‘I’m losing sales’: As Ottawa’s inflation rate soars, businesses are feeling the pinch


Hamed Zadeh has seen the writing on the wall when it comes to the impact of soaring inflation – it’s right there in the ink he needs every day to run his printing business. 

The owner of Ottawa Print Services says ink that used to retail for $60 a litre at the start of the pandemic is now a much more precious commodity – so much so that some users are even resorting to the black market to find it.

“Now, if I’m lucky, I get it (for) $350 to $400 (a litre),” Zadeh said Wednesday. “It’s crazy.”

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The Ottawa entrepreneur is one of countless business owners reeling from the effects of the highest price increases the country has seen in decades.

Statistics Canada said Wednesday the country’s annual rate of inflation hit 6.7 per cent in March, the fastest year-over-year increase in the consumer price index in over 31 years. In Ottawa, the rate was even higher – 7.5 per cent, the second-highest rate among major Canadian cities after Charlottetown.

Zadeh doesn’t need to look at a Statistics Canada report to appreciate the gravity of the situation. 

Prices of his other key commodity – paper – have also skyrocketed by as much as 60 per cent since the COVID-19 crisis began. That, in turn, has forced him to pass on some of those increased costs to his clients, who sometimes, he admits, “get pissed off” at the price hikes.

“They can’t afford it, so I’m losing sales, too,” Zadeh said, noting one customer who used to routinely order 2,000 copies of a recipe booklet recently cut back her order to 500.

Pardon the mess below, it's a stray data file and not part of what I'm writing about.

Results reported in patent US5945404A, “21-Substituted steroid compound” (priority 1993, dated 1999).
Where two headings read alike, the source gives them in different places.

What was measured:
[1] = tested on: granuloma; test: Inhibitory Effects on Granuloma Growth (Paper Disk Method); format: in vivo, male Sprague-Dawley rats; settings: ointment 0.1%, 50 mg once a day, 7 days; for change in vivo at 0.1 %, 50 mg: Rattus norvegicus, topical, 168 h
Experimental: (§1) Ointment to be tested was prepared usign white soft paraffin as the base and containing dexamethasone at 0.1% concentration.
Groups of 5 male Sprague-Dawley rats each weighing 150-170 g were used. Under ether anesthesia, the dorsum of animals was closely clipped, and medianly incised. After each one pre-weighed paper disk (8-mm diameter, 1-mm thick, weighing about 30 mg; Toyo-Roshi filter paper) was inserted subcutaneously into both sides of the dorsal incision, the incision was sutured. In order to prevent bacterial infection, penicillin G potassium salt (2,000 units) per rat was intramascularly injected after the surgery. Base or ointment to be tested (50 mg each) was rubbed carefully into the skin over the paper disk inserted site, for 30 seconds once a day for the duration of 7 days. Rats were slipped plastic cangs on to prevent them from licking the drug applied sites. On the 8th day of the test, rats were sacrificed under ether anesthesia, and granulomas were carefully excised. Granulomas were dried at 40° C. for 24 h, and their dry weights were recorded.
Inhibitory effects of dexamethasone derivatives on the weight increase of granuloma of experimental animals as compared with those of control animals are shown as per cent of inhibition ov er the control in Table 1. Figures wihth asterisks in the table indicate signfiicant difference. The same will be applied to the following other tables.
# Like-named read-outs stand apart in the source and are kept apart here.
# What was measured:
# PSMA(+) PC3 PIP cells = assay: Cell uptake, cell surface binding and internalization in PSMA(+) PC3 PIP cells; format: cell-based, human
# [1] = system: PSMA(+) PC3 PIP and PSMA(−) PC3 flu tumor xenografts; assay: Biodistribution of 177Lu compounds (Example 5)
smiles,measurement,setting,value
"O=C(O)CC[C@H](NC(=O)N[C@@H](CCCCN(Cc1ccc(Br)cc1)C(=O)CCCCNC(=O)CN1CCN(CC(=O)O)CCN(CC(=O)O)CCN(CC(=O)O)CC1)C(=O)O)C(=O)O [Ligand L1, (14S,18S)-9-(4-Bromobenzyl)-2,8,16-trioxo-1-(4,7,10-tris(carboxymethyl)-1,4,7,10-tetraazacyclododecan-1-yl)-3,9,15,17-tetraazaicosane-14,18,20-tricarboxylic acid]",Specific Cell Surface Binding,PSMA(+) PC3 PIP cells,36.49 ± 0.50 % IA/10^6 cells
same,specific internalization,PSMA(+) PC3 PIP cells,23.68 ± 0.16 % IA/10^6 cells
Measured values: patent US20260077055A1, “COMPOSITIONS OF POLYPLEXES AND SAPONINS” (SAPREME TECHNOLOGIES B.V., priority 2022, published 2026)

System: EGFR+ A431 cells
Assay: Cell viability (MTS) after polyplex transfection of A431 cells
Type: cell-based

Hussein Valji feels Zadeh’s pain. 

‘Double whammy’

Valji owns H&N Hospitality, whose holdings include hotels in Ottawa and Brockville. He says rising costs of everything from brunch staples like eggs to room necessities like linens are adding insult to injury for an industry that’s still struggling to recover from the devastating effects of the pandemic.

“For us, it’s a bit of a double whammy,” he explained. “We have inflationary pressures that we’re having difficulty passing on to the guests. There’s not enough demand right now.”

To make matters worse, soaring gasoline prices – which rose nearly 40 per cent in March compared with the same month one year earlier – are giving would-be road-trippers another reason to think twice, Valji added.

“People that are travelling, that’s a big hindrance for them,” he said.

Statistics Canada said the inflation increase last month compared with a gain of 5.7 per cent in February, and was the highest reading since inflation hit 6.9 per cent in January 1991 when the GST was introduced.

Fuelling much of the increase in March were higher prices at the pumps as gasoline prices rose 39.8 per cent compared with the same month one year earlier.

Statistics Canada said the consumer price index would have been up 5.5 per cent year-over-year if it had excluded gasoline from its calculations, suggesting far broader price pressures.